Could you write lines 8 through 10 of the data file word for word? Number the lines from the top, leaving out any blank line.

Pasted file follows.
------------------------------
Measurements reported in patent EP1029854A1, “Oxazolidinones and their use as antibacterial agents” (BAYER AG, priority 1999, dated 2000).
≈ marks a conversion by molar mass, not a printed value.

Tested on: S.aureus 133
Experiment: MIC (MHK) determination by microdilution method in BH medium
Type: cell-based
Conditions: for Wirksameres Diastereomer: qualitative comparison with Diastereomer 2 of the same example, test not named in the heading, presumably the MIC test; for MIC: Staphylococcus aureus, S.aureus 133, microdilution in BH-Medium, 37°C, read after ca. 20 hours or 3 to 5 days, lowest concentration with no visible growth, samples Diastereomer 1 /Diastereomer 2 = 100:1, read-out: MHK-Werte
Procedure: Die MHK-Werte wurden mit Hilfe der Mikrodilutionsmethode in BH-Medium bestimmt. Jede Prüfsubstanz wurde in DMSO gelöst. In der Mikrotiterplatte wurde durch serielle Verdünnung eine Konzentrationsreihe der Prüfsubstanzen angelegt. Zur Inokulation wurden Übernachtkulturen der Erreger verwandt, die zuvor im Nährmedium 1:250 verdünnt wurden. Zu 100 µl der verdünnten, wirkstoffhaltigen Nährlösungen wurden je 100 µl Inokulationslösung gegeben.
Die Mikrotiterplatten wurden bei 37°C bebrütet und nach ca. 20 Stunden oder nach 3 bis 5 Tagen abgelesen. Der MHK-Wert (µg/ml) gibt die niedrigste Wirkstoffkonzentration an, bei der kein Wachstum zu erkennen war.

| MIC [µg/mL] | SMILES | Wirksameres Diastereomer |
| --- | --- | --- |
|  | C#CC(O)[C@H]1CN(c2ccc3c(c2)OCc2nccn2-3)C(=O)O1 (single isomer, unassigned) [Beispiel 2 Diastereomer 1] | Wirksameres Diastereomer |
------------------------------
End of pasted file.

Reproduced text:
Die Mikrotiterplatten wurden bei 37°C bebrütet und nach ca. 20 Stunden oder nach 3 bis 5 Tagen abgelesen. Der MHK-Wert (µg/ml) gibt die niedrigste Wirkstoffkonzentration an, bei der kein Wachstum zu erkennen war.

| MIC [µg/mL] | SMILES | Wirksameres Diastereomer |
| --- | --- | --- |